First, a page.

I received this book for free in exchange for an honest review. This does not affect my opinion of the book or the content of my review.Firewalker by Josephine Angelini
Also by this author: Trial by Fire
Published by Feiwel & Friends on September 1st 2015
Genres: Fantasy & Magic, Paranormal, Witches, Young Adult
Pages: 352 •Format: ARC •Source: ALA
Worlds divide, magic slays, and love lies in the second book of Josephine Angelini’s The Worldwalker Trilogy.
"You think I’m a monster, but my choices, as ruthless as they seem, are justified."
Lily is back in her own universe, and she's ready to start a new life with Rowan by her side. True, she almost died in the Pyre that fueled their escape from New Salem, and must hide her magic for the safety of everyone she cares about, but compared to fighting the Woven, the monstrous creatures inhabiting the alternate Salem, life is looking pretty good.
Unfortunately, Lillian, ruthless ruler of the 13 Cities, is not willing to let Lily go that easily. If she can’t persuade Lily to return to her world, she will force her to come back by doing away with the ones she loves.
Picking up right where Trial By Fire left off, Firewalker is another sexy, fast-paced, heartbreaking thrill ride from internationally bestselling author Josephine Angelini!
It’s no secret that Firewalker was my most anticipated ARC of the year. I raved about Trial By Fire this January, and I adored the unique world that Angelini created that was a mixture of paranormal and science, with a dash of steam punk thrown in for good measure. It was different and complex and featured one of my favorite, and seemingly underrepresented, paranormal creatures: witches. You can imagine my immense emotional upheaval upon finishing this book and not deeming it worthy of 5 stars, or even 4 stars, but rather relegating it to the rather mediocre side of the 3 star rating spectrum.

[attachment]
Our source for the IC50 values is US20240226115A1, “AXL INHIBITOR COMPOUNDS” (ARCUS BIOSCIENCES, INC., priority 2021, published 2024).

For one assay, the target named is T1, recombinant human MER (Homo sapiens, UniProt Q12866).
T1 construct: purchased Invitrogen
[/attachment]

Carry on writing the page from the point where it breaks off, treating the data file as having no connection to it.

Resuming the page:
I was fully intending to be blown away by this book. Trial by Fire had ended with such a nasty cliffhanger, with Lily and Rowan spirit walking back to modern day Salem. I was so so so excited to see how Lily and Rowan would now fit into her modern life (and I want to know WHY there’s not a modern day world version of Rowan!! I can’t believe this hasn’t been addressed yet!!) The first 70 or so pages moved along at a really fast pace, with Lily and Rowan’s arrival being messy, violent, and creating chaos to be reconciled with Juliet and Samantha. It was believable and tense and interesting, and I wanted to see them explore Lily’s life in her own world, which was never really touched upon more than her crush on Tristan and penchant for allergies.
And then…things started to go wrong for me as a reader. The plot became maddeningly cliché and the writing was riddled with telling instead of showing. After loving Trial by Fire so much I know Angelini is a capable writer. I think perhaps she fell victim to her own plot elements, as the constant telling was mostly due to the fact that as a witch, Lily is able to transmit thoughts and memories to those of her claimed instantaneously. Therefore all of the new characters who are claimed by her simply receive Lily’s stories via such telepathic communication leading to sentences that constantly sounded repetitive and boring: “Lily showed them….and then Lily made them feel….and then Lily allowed them to see…” It felt like a cheap storytelling technique, especially since Lily’s new coven of claimed was so random and convenient that as a reader I lacked any real connection or empathy for her bond with them. View Spoiler »Can we just talk about how random and silly it was that Breakfast, Tristan, and some conveniently introduced new girl character (Una) all are drawn to Lily and accept that she’s a witch and immediately give up their entire lives to be claimed by her in the span of like fifty pages? It felt juvenile and lacked any real character development. And I could not take reading about a character named BREAKFAST as a mechanic seriously). « Hide Spoiler